Published in the August 2011 issue of Today's Hospitalist
Is hospital medicine's relative youth a liability? Two stories in this month's issue get at that question by looking at trends that are related to the specialty's plethora of 30- and 40-somethings.
According to data from our most recent survey, the mean age of hospitalists is just over 42. When it comes to an area like family leave, that means an awful lot of physicians are starting or growing their families—and looking for big chunks of time off.
Hospitalists report that getting to know each other's young arrivals is a lovely side benefit of hospital medicine. But our cover story examines how hospitalist groups are meeting physicians' requests for family leave while still covering patients. A common strategy, not surprisingly, is for everyone else to see more patients, but that approach risks burning out the rest of the team.
There are signs that hospitalists' age may also be a factor in the job satisfaction of academic hospitalists. As this month's Analysis explains, a recent survey of academic hospitalists found that many physicians are unhappy with their careers, and that burnout is not uncommon.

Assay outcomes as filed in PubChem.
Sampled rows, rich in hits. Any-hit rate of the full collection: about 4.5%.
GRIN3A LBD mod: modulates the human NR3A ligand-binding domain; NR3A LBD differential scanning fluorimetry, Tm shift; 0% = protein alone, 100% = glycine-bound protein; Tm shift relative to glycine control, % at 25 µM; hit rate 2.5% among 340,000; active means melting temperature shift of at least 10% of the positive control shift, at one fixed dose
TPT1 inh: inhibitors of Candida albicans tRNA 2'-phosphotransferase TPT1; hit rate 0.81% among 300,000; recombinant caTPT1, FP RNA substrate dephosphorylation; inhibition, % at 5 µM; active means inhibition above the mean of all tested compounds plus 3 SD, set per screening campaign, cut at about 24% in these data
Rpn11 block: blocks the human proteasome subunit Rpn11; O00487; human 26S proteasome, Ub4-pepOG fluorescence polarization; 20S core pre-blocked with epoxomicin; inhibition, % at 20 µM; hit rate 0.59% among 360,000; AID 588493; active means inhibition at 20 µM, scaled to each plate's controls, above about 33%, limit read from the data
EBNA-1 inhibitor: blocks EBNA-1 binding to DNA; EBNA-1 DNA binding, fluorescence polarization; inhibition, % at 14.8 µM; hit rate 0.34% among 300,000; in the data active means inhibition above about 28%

A big part of the problem is that academic hospitalists are spending most of their time on patient care and have little time to pursue scholarly interests like research. But a related issue is that there are too few mentors, in part because hospitalists as a group are so young. There simply aren't enough grayheads around to give advice and support to younger colleagues.
What's the solution? While there's no way to increase the average age of hospitalists overnight, both stories identify strategies that the specialty can use to blunt the impact of its age deficit. Considering the challenges the specialty faces, hospitalists need to think about implementing those strategies in their groups.